To speed up India’s electric vehicle (EV) revolution, the government of India is planning to subsidize EV charging infrastructure.
A Press Trust of India (PTI) report quoted the power secretary A K Bhalla saying that the government is considering providing subsidy for encouraging setting up of EV charging infrastructure under a policy, likely to be unveiled in the coming days.
Talking about the expansion of EVs in the country, Bhalla also opined that it is a chicken and egg story because charging stations would not be set up without enough EVs and EV sales would not pick up unless there is enough facility to charge these vehicles.
“We are bringing a policy in consultation with heavy industries ministry on how these chargers can be established and whether we need to support that with subsidy to begin with,” he said speaking at an event hosted by the World Bank, World Resources Institute (WRI), and Energy Efficiency Services Ltd (EESL).
He further said, “E-mobility is an area where government has been working. We have clarified that setting up charging infrastructure does not need a license as it is a service-oriented activity. In draft tariff policy, we have put certain policy statement for encouraging power supply to these charging stations. We have notified technical standards for charging infrastructure.
This new move by the government is in line with the preceding policies that have been framed for the EV sector. The Ministry of Power recently issued a clarification stating that no license is required to operate EV charging stations in India. This is expected to boost the participation of more private players in the creation of a nationwide EV charging station infrastructure.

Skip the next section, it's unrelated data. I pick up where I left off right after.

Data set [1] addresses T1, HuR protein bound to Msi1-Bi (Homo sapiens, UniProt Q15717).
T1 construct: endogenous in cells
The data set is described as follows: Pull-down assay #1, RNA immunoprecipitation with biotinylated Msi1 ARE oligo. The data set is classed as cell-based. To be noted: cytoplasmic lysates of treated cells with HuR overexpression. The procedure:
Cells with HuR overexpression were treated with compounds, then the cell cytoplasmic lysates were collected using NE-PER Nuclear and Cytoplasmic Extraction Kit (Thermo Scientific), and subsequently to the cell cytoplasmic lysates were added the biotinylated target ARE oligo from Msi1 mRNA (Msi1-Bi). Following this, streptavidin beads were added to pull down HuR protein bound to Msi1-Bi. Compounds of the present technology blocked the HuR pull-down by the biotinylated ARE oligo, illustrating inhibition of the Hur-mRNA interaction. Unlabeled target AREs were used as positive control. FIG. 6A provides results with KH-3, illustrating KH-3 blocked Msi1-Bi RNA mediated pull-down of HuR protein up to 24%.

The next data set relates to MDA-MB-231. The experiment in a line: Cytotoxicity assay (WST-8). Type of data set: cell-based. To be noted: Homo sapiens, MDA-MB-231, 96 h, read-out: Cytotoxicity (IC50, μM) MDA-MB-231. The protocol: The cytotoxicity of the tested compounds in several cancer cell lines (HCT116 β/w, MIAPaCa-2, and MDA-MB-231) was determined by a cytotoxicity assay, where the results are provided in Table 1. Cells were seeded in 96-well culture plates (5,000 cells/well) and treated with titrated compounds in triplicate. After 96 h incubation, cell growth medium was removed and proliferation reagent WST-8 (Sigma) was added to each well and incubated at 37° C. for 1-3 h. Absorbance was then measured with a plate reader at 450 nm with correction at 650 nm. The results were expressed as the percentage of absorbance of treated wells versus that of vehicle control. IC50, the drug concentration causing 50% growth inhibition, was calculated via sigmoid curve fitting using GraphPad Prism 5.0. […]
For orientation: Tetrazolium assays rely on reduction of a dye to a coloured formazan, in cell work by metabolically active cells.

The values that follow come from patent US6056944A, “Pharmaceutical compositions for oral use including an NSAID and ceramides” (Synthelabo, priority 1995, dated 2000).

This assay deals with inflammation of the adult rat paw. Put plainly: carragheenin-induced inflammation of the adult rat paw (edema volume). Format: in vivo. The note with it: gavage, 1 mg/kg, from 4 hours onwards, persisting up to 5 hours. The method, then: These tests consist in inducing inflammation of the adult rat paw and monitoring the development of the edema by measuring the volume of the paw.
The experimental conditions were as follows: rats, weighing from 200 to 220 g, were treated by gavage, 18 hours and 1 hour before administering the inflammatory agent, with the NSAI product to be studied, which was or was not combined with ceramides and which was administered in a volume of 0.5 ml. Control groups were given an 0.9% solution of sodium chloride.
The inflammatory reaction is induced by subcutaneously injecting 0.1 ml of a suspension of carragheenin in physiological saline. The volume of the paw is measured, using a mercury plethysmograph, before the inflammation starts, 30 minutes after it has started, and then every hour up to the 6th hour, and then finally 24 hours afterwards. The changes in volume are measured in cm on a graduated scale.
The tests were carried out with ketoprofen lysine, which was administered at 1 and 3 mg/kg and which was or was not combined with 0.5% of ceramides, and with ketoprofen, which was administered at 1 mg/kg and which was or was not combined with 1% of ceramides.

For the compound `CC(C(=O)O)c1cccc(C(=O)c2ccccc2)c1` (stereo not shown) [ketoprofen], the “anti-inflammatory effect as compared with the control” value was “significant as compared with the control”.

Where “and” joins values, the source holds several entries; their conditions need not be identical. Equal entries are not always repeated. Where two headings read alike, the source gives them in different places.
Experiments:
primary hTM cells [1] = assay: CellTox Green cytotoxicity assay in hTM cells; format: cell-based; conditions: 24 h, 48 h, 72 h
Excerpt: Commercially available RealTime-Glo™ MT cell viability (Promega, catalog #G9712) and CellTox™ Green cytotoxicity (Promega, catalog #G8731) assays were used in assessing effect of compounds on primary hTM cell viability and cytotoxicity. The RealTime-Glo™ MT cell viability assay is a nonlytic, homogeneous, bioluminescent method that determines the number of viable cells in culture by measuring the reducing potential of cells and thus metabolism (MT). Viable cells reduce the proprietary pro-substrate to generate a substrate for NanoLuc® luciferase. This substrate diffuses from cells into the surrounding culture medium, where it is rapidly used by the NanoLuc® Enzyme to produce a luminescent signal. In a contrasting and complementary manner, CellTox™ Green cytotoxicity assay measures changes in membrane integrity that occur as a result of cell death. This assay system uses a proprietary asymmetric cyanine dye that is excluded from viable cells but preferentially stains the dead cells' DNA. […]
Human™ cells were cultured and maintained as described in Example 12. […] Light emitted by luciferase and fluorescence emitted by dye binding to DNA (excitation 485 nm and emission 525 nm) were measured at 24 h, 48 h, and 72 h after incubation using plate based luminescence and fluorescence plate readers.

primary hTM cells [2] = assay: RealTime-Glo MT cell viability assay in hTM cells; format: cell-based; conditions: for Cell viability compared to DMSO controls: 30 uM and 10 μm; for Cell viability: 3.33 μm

The National E-Mobility Program has also been launched. Recently, the Ministry of Finance announced it is going to approve a corpus of ₹40 billion (~$0.58 billion) as subsidy to be disbursed under the second phase of Faster Adoption and Manufacturing of (Hybrid and) Electric Vehicles (FAME) program.
To propel the growth of EVs in India, the government recently slashed applicable rate of the Goods and Services Tax (GST) on lithium ion (Li-ion) batteries.
The policies for India’s EV sector seem to be reflecting the learnings of the government in the solar sector which is witnessing a huge gap between domestic manufacturing and solar project installations due to initial missteps by the government. In the EV sector, policies are being introduced in the beginning, setting up due guidelines and standard for each segment of the industry including EV manufacturing and charging infrastructure.
Many states have also geared up for the uptake of EVs as a means of mainstream mobility. Recently, in a report published by Mercom, various EV hotspots of the country were analyzed.
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